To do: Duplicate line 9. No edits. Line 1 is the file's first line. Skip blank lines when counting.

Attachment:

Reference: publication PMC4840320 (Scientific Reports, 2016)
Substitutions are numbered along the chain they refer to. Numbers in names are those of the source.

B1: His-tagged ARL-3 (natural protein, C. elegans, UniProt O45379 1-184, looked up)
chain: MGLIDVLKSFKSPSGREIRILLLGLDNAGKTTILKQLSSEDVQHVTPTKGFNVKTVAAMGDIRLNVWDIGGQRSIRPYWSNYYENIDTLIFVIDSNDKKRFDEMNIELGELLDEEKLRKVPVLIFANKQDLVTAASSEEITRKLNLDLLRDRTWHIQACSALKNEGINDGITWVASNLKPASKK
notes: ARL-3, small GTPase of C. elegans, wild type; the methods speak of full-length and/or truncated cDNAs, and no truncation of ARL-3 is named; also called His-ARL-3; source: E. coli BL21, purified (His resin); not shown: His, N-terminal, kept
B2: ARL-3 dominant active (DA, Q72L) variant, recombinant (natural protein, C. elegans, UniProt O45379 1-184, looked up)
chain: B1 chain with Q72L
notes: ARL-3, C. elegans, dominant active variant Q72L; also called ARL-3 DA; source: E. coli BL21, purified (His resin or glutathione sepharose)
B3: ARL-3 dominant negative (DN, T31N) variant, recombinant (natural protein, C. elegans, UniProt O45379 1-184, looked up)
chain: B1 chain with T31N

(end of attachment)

B3: ARL-3 dominant negative (DN, T31N) variant, recombinant (natural protein, C. elegans, UniProt O45379 1-184, looked up)